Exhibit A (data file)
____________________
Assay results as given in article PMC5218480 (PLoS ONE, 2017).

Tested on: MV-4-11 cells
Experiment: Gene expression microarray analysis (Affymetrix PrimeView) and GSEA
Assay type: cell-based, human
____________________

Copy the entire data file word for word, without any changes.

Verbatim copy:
Assay results as given in article PMC5218480 (PLoS ONE, 2017).

Tested on: MV-4-11 cells
Experiment: Gene expression microarray analysis (Affymetrix PrimeView) and GSEA
Assay type: cell-based, human